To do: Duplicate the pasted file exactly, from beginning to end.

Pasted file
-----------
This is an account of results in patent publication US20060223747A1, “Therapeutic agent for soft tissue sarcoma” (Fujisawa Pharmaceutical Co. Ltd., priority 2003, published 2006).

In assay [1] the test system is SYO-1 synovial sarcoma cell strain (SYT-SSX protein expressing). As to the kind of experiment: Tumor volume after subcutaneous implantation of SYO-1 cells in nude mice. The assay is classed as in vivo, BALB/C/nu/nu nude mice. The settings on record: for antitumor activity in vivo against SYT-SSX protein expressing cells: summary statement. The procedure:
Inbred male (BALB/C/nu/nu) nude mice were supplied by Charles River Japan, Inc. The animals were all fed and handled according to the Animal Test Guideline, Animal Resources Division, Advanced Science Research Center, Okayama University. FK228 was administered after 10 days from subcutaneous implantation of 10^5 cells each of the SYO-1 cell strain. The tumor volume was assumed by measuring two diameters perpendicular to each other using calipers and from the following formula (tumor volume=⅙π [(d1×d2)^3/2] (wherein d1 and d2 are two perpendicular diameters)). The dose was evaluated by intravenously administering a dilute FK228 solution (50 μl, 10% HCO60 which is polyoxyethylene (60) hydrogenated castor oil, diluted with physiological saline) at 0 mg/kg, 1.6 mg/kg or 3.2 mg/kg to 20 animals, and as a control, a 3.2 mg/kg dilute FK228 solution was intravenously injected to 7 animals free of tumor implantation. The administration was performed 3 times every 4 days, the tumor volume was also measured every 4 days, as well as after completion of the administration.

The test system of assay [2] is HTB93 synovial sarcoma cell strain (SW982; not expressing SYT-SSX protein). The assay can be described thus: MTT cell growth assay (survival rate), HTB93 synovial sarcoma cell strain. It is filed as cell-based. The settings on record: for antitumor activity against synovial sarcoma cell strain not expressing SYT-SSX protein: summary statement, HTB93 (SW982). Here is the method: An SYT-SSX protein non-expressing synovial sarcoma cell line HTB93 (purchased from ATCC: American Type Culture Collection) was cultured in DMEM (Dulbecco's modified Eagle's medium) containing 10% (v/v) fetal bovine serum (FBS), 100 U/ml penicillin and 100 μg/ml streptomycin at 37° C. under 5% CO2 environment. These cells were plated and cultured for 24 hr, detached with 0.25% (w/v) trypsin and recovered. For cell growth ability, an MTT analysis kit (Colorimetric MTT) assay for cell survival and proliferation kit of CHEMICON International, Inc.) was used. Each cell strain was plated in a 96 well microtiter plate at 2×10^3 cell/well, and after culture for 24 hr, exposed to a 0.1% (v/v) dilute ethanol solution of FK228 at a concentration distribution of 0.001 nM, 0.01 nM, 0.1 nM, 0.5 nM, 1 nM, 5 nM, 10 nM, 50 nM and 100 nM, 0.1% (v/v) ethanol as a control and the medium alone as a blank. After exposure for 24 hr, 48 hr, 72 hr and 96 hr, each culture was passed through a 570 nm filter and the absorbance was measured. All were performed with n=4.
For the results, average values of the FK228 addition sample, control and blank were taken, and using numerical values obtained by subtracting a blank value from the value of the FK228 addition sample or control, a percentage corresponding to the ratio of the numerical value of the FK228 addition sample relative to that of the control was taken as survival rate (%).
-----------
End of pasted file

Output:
This is an account of results in patent publication US20060223747A1, “Therapeutic agent for soft tissue sarcoma” (Fujisawa Pharmaceutical Co. Ltd., priority 2003, published 2006).

In assay [1] the test system is SYO-1 synovial sarcoma cell strain (SYT-SSX protein expressing). As to the kind of experiment: Tumor volume after subcutaneous implantation of SYO-1 cells in nude mice. The assay is classed as in vivo, BALB/C/nu/nu nude mice. The settings on record: for antitumor activity in vivo against SYT-SSX protein expressing cells: summary statement. The procedure:
Inbred male (BALB/C/nu/nu) nude mice were supplied by Charles River Japan, Inc. The animals were all fed and handled according to the Animal Test Guideline, Animal Resources Division, Advanced Science Research Center, Okayama University. FK228 was administered after 10 days from subcutaneous implantation of 10^5 cells each of the SYO-1 cell strain. The tumor volume was assumed by measuring two diameters perpendicular to each other using calipers and from the following formula (tumor volume=⅙π [(d1×d2)^3/2] (wherein d1 and d2 are two perpendicular diameters)). The dose was evaluated by intravenously administering a dilute FK228 solution (50 μl, 10% HCO60 which is polyoxyethylene (60) hydrogenated castor oil, diluted with physiological saline) at 0 mg/kg, 1.6 mg/kg or 3.2 mg/kg to 20 animals, and as a control, a 3.2 mg/kg dilute FK228 solution was intravenously injected to 7 animals free of tumor implantation. The administration was performed 3 times every 4 days, the tumor volume was also measured every 4 days, as well as after completion of the administration.

The test system of assay [2] is HTB93 synovial sarcoma cell strain (SW982; not expressing SYT-SSX protein). The assay can be described thus: MTT cell growth assay (survival rate), HTB93 synovial sarcoma cell strain. It is filed as cell-based. The settings on record: for antitumor activity against synovial sarcoma cell strain not expressing SYT-SSX protein: summary statement, HTB93 (SW982). Here is the method: An SYT-SSX protein non-expressing synovial sarcoma cell line HTB93 (purchased from ATCC: American Type Culture Collection) was cultured in DMEM (Dulbecco's modified Eagle's medium) containing 10% (v/v) fetal bovine serum (FBS), 100 U/ml penicillin and 100 μg/ml streptomycin at 37° C. under 5% CO2 environment. These cells were plated and cultured for 24 hr, detached with 0.25% (w/v) trypsin and recovered. For cell growth ability, an MTT analysis kit (Colorimetric MTT) assay for cell survival and proliferation kit of CHEMICON International, Inc.) was used. Each cell strain was plated in a 96 well microtiter plate at 2×10^3 cell/well, and after culture for 24 hr, exposed to a 0.1% (v/v) dilute ethanol solution of FK228 at a concentration distribution of 0.001 nM, 0.01 nM, 0.1 nM, 0.5 nM, 1 nM, 5 nM, 10 nM, 50 nM and 100 nM, 0.1% (v/v) ethanol as a control and the medium alone as a blank. After exposure for 24 hr, 48 hr, 72 hr and 96 hr, each culture was passed through a 570 nm filter and the absorbance was measured. All were performed with n=4.
For the results, average values of the FK228 addition sample, control and blank were taken, and using numerical values obtained by subtracting a blank value from the value of the FK228 addition sample or control, a percentage corresponding to the ratio of the numerical value of the FK228 addition sample relative to that of the control was taken as survival rate (%).